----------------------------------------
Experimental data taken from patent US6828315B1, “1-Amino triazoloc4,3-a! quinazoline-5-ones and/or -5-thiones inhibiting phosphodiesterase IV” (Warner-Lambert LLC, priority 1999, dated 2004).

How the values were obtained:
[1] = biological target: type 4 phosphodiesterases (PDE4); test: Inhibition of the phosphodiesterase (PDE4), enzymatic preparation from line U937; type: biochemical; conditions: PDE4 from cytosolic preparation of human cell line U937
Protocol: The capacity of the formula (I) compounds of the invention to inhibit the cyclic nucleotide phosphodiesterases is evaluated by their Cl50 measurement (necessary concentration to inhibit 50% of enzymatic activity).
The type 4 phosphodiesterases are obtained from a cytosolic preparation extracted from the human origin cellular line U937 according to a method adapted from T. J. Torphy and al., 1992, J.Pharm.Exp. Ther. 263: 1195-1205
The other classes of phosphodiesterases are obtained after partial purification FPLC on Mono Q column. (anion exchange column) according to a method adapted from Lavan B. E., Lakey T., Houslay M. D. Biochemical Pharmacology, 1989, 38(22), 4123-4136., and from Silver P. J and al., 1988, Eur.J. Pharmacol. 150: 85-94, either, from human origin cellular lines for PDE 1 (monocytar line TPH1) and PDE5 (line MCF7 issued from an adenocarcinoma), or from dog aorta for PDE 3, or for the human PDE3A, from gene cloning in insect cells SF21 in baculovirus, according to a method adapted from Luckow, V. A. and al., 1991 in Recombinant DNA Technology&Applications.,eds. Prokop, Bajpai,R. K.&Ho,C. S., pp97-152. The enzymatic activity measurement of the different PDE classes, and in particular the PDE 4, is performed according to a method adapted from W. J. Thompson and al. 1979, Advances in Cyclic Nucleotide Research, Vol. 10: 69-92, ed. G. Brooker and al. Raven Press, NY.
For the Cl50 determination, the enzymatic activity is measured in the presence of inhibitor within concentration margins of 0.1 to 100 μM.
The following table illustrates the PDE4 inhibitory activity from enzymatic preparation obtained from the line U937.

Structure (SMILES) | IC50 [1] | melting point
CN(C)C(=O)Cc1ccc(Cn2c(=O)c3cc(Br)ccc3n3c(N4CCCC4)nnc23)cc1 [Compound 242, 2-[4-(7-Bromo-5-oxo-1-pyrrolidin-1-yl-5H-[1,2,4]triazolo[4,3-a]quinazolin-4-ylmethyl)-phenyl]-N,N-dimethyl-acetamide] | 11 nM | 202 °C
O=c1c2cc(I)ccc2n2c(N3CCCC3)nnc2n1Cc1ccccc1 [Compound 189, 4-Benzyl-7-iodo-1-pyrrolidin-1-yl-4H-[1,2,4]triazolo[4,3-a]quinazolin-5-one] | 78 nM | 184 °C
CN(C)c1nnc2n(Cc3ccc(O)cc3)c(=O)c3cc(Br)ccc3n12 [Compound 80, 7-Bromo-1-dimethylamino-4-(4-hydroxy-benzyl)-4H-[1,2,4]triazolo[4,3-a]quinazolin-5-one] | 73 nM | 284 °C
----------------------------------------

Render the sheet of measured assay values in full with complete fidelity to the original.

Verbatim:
Experimental data taken from patent US6828315B1, “1-Amino triazoloc4,3-a! quinazoline-5-ones and/or -5-thiones inhibiting phosphodiesterase IV” (Warner-Lambert LLC, priority 1999, dated 2004).

How the values were obtained:
[1] = biological target: type 4 phosphodiesterases (PDE4); test: Inhibition of the phosphodiesterase (PDE4), enzymatic preparation from line U937; type: biochemical; conditions: PDE4 from cytosolic preparation of human cell line U937
Protocol: The capacity of the formula (I) compounds of the invention to inhibit the cyclic nucleotide phosphodiesterases is evaluated by their Cl50 measurement (necessary concentration to inhibit 50% of enzymatic activity).
The type 4 phosphodiesterases are obtained from a cytosolic preparation extracted from the human origin cellular line U937 according to a method adapted from T. J. Torphy and al., 1992, J.Pharm.Exp. Ther. 263: 1195-1205
The other classes of phosphodiesterases are obtained after partial purification FPLC on Mono Q column. (anion exchange column) according to a method adapted from Lavan B. E., Lakey T., Houslay M. D. Biochemical Pharmacology, 1989, 38(22), 4123-4136., and from Silver P. J and al., 1988, Eur.J. Pharmacol. 150: 85-94, either, from human origin cellular lines for PDE 1 (monocytar line TPH1) and PDE5 (line MCF7 issued from an adenocarcinoma), or from dog aorta for PDE 3, or for the human PDE3A, from gene cloning in insect cells SF21 in baculovirus, according to a method adapted from Luckow, V. A. and al., 1991 in Recombinant DNA Technology&Applications.,eds. Prokop, Bajpai,R. K.&Ho,C. S., pp97-152. The enzymatic activity measurement of the different PDE classes, and in particular the PDE 4, is performed according to a method adapted from W. J. Thompson and al. 1979, Advances in Cyclic Nucleotide Research, Vol. 10: 69-92, ed. G. Brooker and al. Raven Press, NY.
For the Cl50 determination, the enzymatic activity is measured in the presence of inhibitor within concentration margins of 0.1 to 100 μM.
The following table illustrates the PDE4 inhibitory activity from enzymatic preparation obtained from the line U937.

Structure (SMILES) | IC50 [1] | melting point
CN(C)C(=O)Cc1ccc(Cn2c(=O)c3cc(Br)ccc3n3c(N4CCCC4)nnc23)cc1 [Compound 242, 2-[4-(7-Bromo-5-oxo-1-pyrrolidin-1-yl-5H-[1,2,4]triazolo[4,3-a]quinazolin-4-ylmethyl)-phenyl]-N,N-dimethyl-acetamide] | 11 nM | 202 °C
O=c1c2cc(I)ccc2n2c(N3CCCC3)nnc2n1Cc1ccccc1 [Compound 189, 4-Benzyl-7-iodo-1-pyrrolidin-1-yl-4H-[1,2,4]triazolo[4,3-a]quinazolin-5-one] | 78 nM | 184 °C
CN(C)c1nnc2n(Cc3ccc(O)cc3)c(=O)c3cc(Br)ccc3n12 [Compound 80, 7-Bromo-1-dimethylamino-4-(4-hydroxy-benzyl)-4H-[1,2,4]triazolo[4,3-a]quinazolin-5-one] | 73 nM | 284 °C